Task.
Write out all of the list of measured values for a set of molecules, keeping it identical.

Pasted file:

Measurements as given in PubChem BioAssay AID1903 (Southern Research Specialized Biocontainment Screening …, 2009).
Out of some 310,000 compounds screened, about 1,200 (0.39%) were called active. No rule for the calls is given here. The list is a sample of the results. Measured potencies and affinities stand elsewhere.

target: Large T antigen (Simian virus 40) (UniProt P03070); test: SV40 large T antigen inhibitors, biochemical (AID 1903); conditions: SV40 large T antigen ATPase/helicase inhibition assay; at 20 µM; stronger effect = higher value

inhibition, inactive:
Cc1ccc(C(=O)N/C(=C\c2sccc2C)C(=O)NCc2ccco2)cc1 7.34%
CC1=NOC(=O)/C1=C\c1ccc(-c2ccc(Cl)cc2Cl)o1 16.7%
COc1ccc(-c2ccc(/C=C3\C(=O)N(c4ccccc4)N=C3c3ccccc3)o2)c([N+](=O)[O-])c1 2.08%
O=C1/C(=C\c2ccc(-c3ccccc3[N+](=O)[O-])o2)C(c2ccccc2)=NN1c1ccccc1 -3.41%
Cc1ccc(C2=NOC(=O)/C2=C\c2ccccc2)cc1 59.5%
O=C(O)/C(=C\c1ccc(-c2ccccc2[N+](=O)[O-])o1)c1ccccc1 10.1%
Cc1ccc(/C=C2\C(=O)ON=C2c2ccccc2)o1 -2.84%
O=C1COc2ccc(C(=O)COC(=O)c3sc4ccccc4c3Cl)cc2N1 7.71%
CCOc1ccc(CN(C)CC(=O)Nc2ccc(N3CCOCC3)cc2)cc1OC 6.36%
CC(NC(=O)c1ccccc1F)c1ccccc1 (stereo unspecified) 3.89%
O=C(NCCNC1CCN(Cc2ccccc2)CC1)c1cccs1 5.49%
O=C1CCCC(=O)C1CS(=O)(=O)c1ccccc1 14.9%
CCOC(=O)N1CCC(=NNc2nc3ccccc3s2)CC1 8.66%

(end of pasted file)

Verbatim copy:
Measurements as given in PubChem BioAssay AID1903 (Southern Research Specialized Biocontainment Screening …, 2009).
Out of some 310,000 compounds screened, about 1,200 (0.39%) were called active. No rule for the calls is given here. The list is a sample of the results. Measured potencies and affinities stand elsewhere.

target: Large T antigen (Simian virus 40) (UniProt P03070); test: SV40 large T antigen inhibitors, biochemical (AID 1903); conditions: SV40 large T antigen ATPase/helicase inhibition assay; at 20 µM; stronger effect = higher value

inhibition, inactive:
Cc1ccc(C(=O)N/C(=C\c2sccc2C)C(=O)NCc2ccco2)cc1 7.34%
CC1=NOC(=O)/C1=C\c1ccc(-c2ccc(Cl)cc2Cl)o1 16.7%
COc1ccc(-c2ccc(/C=C3\C(=O)N(c4ccccc4)N=C3c3ccccc3)o2)c([N+](=O)[O-])c1 2.08%
O=C1/C(=C\c2ccc(-c3ccccc3[N+](=O)[O-])o2)C(c2ccccc2)=NN1c1ccccc1 -3.41%
Cc1ccc(C2=NOC(=O)/C2=C\c2ccccc2)cc1 59.5%
O=C(O)/C(=C\c1ccc(-c2ccccc2[N+](=O)[O-])o1)c1ccccc1 10.1%
Cc1ccc(/C=C2\C(=O)ON=C2c2ccccc2)o1 -2.84%
O=C1COc2ccc(C(=O)COC(=O)c3sc4ccccc4c3Cl)cc2N1 7.71%
CCOc1ccc(CN(C)CC(=O)Nc2ccc(N3CCOCC3)cc2)cc1OC 6.36%
CC(NC(=O)c1ccccc1F)c1ccccc1 (stereo unspecified) 3.89%
O=C(NCCNC1CCN(Cc2ccccc2)CC1)c1cccs1 5.49%
O=C1CCCC(=O)C1CS(=O)(=O)c1ccccc1 14.9%
CCOC(=O)N1CCC(=NNc2nc3ccccc3s2)CC1 8.66%